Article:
Founded in 2007, the Illinois Wood Utilization Team is a network of land managers, professionals in the wood products industry, natural resource and green building experts and artisans dedicated to promoting and developing a sustainable market place for achieving the best possible use of trees felled in the urban forest. The Illinois WUT is part of a four-state grant project funded through the USDA Forest Service Northeastern Area. Other grant partners include the Southeast Michigan Resource Conservation and the Southeast Michigan Resource Conservation and Development Council and Recycle Ann Arbor; the Missouri Department of Conservation; and the Sustainable Resources Institute Inc. and the Wisconsin Department of Natural Resources.

 



ALOHA STATE’S GOT URBAN WOOD

Chicago, Milwaukee, Kansas City and Ann Arbor. There’s no need to think twice about any of those cities being bountiful sources of urban wood. But Kamuela, HI?

I find cause to pause.

Kamuela is on the Big Island of Hawaii and home to Kamuela Hardwoods. The company’s successful urban wood business is perhaps the most intriguing episode of Wood-Mizer’s Urban Sawmilling Series of videos.
Alex Woodbury, a woodworker, who co-founded the business with Josh Greenspan, an ISA certified arborist, says, “Up until recently, as much as 33% of our waste stream produced by our small island population of under 200,000 people was in the form of green waste, and in that green waste was an untold number of millable urban trees. For almost a decade we’ve been diverting some of that waste and producing beautiful sustainable lumber with it.”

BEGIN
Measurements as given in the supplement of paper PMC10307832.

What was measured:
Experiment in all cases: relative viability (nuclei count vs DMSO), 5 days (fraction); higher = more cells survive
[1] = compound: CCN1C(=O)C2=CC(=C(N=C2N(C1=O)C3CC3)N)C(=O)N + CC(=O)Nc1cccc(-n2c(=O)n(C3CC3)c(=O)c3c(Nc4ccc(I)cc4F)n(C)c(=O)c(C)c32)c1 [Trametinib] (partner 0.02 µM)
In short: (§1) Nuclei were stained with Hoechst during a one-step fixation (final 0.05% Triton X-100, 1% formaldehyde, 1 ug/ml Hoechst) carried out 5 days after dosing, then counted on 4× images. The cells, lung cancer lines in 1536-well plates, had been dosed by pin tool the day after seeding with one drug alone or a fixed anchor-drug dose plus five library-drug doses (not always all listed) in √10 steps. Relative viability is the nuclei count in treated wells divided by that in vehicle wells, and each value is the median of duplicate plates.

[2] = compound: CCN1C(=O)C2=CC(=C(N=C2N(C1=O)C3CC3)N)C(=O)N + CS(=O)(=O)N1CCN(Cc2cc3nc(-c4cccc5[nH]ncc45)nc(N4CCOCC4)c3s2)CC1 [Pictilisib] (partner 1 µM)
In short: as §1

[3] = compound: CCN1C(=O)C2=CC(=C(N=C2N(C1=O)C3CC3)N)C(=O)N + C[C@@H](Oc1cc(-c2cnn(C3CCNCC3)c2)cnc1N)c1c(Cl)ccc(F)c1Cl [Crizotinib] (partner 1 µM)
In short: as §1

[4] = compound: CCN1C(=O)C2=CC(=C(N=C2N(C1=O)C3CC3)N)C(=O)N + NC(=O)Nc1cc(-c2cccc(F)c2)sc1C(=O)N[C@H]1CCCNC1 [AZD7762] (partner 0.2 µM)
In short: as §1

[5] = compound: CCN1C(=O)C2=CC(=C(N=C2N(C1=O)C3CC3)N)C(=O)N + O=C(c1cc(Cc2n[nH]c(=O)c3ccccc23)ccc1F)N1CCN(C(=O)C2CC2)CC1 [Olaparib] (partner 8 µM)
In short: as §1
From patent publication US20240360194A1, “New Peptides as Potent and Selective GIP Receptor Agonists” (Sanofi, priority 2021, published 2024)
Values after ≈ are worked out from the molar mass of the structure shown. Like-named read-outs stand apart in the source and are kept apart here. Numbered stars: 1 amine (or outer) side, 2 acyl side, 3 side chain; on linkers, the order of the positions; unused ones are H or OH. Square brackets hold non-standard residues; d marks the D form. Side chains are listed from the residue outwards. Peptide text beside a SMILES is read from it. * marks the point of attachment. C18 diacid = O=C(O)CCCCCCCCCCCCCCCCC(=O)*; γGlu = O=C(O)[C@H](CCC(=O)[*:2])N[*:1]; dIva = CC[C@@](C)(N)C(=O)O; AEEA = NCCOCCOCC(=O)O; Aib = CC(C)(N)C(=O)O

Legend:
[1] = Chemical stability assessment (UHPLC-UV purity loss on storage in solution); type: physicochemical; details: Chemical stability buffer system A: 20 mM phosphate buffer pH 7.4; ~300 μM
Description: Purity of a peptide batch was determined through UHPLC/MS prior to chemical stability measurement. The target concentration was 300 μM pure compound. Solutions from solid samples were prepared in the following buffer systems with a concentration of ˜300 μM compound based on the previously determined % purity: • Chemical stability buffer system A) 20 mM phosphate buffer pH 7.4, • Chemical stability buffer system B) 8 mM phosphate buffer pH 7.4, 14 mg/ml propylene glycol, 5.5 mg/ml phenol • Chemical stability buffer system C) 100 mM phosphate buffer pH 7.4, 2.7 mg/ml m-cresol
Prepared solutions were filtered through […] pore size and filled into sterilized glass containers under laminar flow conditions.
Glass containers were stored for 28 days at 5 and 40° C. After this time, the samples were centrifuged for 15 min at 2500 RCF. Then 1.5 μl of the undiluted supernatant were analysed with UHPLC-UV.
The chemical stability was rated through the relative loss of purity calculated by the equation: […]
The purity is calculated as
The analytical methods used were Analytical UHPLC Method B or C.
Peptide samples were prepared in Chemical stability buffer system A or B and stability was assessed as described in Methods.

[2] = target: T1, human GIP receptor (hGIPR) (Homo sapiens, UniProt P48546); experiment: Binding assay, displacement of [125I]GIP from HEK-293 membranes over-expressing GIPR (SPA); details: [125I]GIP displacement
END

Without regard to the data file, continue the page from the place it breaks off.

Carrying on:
Learn more and watch the video about this 49th-stage urban wood enterprise in this month’s Illinois Urban Wood Update.

If you are in a video watching mode, then check out the short presentation produced by Forest Proud that celebrates the omni importance of urban forests.

Also, in this month’s issue, read about Lumber Woman & Co., an urban wood business run by Tina Albright of Topeka, KS. It’s another story of homeowner who had a V8-moment about the potential of putting community trees to good use after researching what to do about a tree that needed to come down on her property.

Plus, the city of Greenfield, WI, represents a case study of how a community can take the initiative to repurpose tree removals into lumber and other wood products. The Greenfield Model is one of many inspirational stories shared by the Urban Wood Network.

Finally, speaking about the Urban Wood Network, learn how to become a member and the benefits that come with it. The initial paid membership drive has netted more than 35 founding members. For only $50 you can join these companies and entities and help shape plans to forward the urban wood movement.

Enjoy!

Rich Christianson
Communications Director
Illinois Wood Utilization Team
info@illinoisurbanwood.org

READ THE MARCH ILLINOIS URBAN WOOD UPDATE



The Greenfield, WI, Urban Wood Model

Greenfield, WI, a Tree City USA, has developed the Greenfield Model to repurpose trees removed by the city into lumber and other value-added products. The Greenfield Model is based on the Milwaukee Model and consists of three key players: the city, a container company and a medium-sized sawmill.

The model in use begins with training city tree crews in tree removal practices that that preserve their wood whenever possible. Greenfield estimates that it up to 30% of its tree removals are eligible for milling at Kettle Moraine Hardwoods, its sawmill partner. Sawn and dried lumber is sold to area companies and individuals. The other trees are used for things like pallets, mulch, biofuel, animal bedding, and firewood.